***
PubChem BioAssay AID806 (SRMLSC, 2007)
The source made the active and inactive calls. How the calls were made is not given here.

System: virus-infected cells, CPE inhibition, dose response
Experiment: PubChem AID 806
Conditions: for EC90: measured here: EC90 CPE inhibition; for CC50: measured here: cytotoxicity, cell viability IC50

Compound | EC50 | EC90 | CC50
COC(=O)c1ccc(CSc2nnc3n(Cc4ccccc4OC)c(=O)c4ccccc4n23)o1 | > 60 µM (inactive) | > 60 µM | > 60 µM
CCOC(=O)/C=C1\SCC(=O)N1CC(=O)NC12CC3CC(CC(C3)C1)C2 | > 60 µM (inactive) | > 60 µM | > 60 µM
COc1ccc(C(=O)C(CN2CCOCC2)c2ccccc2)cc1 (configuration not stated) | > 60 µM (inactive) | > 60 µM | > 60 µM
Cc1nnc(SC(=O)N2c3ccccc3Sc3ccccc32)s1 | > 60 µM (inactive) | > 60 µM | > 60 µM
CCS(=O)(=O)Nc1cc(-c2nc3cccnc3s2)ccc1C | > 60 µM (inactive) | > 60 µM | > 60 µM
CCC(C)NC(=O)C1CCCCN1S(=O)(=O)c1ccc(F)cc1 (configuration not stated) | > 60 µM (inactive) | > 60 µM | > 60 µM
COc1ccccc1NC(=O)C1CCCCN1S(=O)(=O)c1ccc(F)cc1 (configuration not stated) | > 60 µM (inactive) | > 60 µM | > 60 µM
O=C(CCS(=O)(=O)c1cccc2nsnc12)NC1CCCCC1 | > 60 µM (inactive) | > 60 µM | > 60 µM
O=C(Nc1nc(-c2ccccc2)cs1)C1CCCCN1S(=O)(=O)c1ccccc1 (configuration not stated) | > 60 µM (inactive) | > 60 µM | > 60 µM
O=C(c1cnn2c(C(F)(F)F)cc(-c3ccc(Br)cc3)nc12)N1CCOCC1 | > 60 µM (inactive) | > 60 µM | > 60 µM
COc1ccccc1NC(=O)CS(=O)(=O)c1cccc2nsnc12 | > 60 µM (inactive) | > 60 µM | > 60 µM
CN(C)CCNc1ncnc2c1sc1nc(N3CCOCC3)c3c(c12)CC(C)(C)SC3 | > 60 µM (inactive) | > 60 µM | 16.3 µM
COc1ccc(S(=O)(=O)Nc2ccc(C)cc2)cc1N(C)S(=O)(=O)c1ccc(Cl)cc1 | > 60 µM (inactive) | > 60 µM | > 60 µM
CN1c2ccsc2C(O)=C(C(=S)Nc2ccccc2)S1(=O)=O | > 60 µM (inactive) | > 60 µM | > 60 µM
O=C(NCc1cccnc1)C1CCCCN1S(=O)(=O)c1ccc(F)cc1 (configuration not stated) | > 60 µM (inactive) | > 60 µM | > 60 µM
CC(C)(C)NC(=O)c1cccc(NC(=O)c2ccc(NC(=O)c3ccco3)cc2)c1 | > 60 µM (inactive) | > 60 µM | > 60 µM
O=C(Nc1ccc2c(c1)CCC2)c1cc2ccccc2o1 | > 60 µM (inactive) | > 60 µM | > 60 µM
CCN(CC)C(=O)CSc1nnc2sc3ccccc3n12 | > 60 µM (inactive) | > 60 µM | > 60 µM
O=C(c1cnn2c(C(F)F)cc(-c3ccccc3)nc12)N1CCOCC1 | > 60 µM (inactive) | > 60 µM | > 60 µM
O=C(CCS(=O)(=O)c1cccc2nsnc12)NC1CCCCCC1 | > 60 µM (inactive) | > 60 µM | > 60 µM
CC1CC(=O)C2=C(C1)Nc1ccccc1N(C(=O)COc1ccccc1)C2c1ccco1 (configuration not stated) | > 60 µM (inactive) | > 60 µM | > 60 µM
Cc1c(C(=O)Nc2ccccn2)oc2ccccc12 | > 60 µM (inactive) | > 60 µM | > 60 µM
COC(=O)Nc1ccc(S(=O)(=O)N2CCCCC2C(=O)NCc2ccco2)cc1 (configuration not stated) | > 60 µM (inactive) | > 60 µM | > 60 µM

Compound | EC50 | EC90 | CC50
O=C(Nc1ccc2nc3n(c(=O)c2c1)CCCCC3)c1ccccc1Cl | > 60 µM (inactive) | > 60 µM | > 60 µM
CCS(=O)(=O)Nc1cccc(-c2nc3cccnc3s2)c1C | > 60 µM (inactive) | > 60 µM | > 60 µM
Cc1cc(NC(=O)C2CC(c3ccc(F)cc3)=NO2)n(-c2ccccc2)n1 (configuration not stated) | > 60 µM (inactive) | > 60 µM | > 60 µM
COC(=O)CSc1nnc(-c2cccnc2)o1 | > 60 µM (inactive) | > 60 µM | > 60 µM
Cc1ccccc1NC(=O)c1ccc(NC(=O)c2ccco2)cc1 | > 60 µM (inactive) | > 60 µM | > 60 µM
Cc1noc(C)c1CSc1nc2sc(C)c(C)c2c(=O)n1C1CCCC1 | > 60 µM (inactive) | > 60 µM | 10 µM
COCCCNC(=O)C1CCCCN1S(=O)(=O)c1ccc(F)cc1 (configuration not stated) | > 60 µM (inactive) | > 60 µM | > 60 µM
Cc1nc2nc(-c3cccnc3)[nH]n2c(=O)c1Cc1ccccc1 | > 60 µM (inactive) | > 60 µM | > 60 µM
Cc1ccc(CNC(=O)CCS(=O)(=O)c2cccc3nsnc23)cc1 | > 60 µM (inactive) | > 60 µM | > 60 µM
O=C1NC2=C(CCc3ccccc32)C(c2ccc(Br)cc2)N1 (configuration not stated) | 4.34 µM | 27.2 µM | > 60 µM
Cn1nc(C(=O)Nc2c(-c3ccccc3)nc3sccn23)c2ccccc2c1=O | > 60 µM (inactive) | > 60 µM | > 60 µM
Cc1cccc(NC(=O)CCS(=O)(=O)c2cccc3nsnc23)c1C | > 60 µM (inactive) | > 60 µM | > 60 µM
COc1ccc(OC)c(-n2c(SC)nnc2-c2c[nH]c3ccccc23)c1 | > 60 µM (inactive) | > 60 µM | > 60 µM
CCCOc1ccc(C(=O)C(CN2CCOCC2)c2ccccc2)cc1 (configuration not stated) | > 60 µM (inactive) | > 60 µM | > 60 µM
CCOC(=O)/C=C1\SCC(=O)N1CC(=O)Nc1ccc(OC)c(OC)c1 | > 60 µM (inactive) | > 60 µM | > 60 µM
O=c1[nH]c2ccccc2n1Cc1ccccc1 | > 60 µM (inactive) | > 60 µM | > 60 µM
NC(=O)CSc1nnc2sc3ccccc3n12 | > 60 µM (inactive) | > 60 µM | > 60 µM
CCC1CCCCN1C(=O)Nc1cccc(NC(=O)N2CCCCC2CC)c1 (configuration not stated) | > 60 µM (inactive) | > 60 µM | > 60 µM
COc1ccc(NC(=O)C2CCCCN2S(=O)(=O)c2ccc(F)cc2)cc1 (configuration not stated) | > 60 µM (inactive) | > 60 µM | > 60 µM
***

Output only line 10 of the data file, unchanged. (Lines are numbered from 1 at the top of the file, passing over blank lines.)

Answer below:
Cc1nnc(SC(=O)N2c3ccccc3Sc3ccccc32)s1 | > 60 µM (inactive) | > 60 µM | > 60 µM